• Maize grain prices between August and September showed a mixed pattern. Maize grain prices rose in Chimoio and Tete (10 percent), Gorongosa (11 percent), Mocuba (18 percent), and Maputo (34 percent), decreased in Beira (-12 percent), Chókwe (-9 percent), and were stable in Maxixe, Nampula, and Pemba. A comparison between this year’s prices and the five-year average shows that current prices are above average in all markets by 182 percent on average and above last year’s prices by 120 percent on average (see Figure 4).


    • Due to the ongoing political-military conflict, an undetermined number of people in central areas of the country have been displaced as they are trying to flee the conflict and find more secure areas. Those remaining are likely facing the worst food security outcomes, likely Emergency (IPC Phase 4), as poor households have focused their efforts on staying safe rather than on their livelihoods. These poor households are likely facing large food gaps, utilizing emergency coping mechanisms, and if the situation is unsustainable, they will be forced to move to secure areas where they can receive humanitarian assistance. The negative impacts of the ongoing political-military conflict are also affecting the Government of Mozambique and partners’ efforts to provide emergency humanitarian assistance to those in need in the remote affected areas.

    Humanitarian Assistance

    • According to the Food Security Cluster (FSC) partners, in September, approximately 320,330 people in Gaza, Inhambane, Sofala, and Tete provinces received food assistance through a combination of in-kind and voucher distributions. Based on current needs estimates of 1.8 million people, this assistance only covered 23 percent of total national needs in September. In Gaza and Inhambane, two particularly hard-hit areas, the coverage in September reached more than 60 percent of the total needs in those two provinces. USAID/Food for Peace, USAID/OFDA, DFID, SIDA, ECHO, as well as other donors and private organizations have all pledged funding for these forms of humanitarian assistance across all seven drought-affected provinces, including Maputo, Manica, and Zambézia, where there is currently no ongoing assistance by the Humanitarian Country Team (HCT), with expectations for assistance to last through March/April 2017. In addition, the Government of Mozambique has been providing and continues to plan on implementing emergency humanitarian assistance to fill needed gaps.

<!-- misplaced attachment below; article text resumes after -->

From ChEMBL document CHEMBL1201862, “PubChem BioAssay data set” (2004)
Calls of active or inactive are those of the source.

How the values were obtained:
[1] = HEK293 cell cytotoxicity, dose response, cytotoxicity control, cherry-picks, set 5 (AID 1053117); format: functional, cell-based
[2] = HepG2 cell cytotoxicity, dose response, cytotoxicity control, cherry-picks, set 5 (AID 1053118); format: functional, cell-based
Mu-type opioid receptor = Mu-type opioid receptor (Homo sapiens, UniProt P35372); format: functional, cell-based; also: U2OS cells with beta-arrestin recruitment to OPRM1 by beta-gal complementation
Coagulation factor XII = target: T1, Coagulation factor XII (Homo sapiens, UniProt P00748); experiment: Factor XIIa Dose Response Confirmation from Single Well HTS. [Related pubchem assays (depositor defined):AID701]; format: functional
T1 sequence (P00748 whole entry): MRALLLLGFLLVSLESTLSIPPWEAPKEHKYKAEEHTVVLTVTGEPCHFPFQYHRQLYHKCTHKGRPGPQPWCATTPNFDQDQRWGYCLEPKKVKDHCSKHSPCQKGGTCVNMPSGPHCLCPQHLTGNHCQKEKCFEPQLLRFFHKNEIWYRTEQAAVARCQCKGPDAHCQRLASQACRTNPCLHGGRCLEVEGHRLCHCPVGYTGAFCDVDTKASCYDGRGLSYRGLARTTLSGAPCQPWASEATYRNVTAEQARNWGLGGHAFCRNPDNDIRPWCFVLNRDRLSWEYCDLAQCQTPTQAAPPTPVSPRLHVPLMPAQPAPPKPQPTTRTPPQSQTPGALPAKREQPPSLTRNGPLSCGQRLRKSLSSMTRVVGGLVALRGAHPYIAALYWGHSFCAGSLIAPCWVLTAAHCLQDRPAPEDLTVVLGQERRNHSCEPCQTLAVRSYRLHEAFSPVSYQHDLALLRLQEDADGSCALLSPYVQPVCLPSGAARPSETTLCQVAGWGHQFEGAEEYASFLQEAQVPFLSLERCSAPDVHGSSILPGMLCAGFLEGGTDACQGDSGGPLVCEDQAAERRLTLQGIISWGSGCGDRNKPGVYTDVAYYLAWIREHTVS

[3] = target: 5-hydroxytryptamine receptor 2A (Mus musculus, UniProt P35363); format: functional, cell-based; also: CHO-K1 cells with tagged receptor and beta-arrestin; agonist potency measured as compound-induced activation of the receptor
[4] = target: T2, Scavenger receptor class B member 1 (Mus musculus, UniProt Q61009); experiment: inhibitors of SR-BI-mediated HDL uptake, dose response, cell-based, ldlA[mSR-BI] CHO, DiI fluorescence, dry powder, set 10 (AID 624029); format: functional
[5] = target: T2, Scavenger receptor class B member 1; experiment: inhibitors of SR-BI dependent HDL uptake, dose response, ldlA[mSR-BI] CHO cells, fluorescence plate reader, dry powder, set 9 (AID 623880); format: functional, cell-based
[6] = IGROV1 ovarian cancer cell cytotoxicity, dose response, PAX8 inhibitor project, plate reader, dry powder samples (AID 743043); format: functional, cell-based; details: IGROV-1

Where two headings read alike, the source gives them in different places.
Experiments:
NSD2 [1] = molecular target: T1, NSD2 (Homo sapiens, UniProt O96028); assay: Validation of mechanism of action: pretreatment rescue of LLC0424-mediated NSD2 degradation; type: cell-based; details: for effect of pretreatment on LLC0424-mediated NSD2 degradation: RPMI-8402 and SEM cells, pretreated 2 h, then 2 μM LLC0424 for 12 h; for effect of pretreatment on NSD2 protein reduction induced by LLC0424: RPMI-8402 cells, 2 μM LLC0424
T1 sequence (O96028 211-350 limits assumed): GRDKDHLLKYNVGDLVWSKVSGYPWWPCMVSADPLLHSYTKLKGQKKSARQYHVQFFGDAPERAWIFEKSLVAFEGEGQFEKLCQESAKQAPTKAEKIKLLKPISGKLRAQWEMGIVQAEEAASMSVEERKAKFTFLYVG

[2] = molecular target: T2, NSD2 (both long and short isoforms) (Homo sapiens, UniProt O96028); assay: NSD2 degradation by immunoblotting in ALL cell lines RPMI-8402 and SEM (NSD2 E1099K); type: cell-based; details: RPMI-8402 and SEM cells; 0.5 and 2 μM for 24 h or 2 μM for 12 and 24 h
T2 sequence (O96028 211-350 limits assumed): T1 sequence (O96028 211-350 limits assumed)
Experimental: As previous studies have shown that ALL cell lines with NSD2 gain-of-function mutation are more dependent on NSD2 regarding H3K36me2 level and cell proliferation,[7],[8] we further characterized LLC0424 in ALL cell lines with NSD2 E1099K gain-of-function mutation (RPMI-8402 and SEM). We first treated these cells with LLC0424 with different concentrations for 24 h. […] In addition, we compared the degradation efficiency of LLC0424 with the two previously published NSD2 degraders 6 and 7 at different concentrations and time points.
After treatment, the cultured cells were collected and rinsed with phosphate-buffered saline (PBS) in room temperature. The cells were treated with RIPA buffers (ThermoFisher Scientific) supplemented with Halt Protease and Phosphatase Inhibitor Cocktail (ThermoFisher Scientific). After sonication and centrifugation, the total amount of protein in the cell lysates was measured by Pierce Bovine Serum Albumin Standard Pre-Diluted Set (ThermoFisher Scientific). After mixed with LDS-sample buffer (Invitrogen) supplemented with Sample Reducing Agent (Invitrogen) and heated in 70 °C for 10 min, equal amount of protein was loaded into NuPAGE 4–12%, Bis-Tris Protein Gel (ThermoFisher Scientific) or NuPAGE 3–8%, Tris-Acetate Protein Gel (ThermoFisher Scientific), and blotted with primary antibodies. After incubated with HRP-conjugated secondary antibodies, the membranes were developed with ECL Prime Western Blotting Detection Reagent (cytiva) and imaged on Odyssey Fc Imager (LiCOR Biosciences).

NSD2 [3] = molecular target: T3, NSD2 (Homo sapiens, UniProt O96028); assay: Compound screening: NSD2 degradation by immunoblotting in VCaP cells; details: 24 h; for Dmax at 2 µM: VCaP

• Currently, WFP and World Vision International (WVI) are distributing in-kind food rations that cover at least 50 percent of the minimum 2,100 kilocalories (kcal) per person per day (ppd). However, WFP is currently undertaking a budget/project review with a proposal to increase the in-kind quantity to cover about 90 percent of minimum daily needs. This will be almost consistent with what cash-based assistance provides currently and could be implemented as soon as the project is approved and resources made available. CHEMO, comprised of WVI and Food for the Hungry (FFH), and COSACA, a Consortium of NGOs composed of Concern, Oxfam, Save the Children, and CARE, are distributing vouchers worth USD 50 (converted into MZN) per household per month. Currently this voucher can buy food equivalent to cover about 90 percent of 2,100 kcal ppd. Given price fluctuations, coupled with the depreciating MZN, this same voucher is not likely to provide the same amount of food during the peak of the lean season when food prices are expected to be even higher, which will likely require an adjustment.


    National Assumptions

    The Food Security Outlook for October 2016 to May 2017 is based on the following national-level assumptions:

    Food availability

    • Maize grain deficit. According to FEWS NET estimates, partly based on the Water Requirements Satisfaction Index (WRSI) and on the preliminary Food Balance Sheet for the 2016/17 marketing year, there is an initial deficit of 393,000 MT of maize grain. This figure does not include any projected imports, which are officially estimated at 175,000 MT, and also does not exclude informal cross border exports estimated at 110,000 MT.
    • International maize imports. Maize is expected to be imported from South Africa through the existing commercial channels and mainly by the milling companies. According to WFP, maize grain is imported from Zambia, South Africa, and Malawi and complemented by local purchases.
    • Rice deficit. Based on official estimates, the national production of rice is estimated at 212,000 MT with initial stocks of 121,000. With estimated consumption needs of 574,000 MT, this will result in an initial deficit of 241,000 MT to be covered by near-average imports of nearly 220,000 MT, mainly from Asia, resulting in a deficit of 21,000 MT.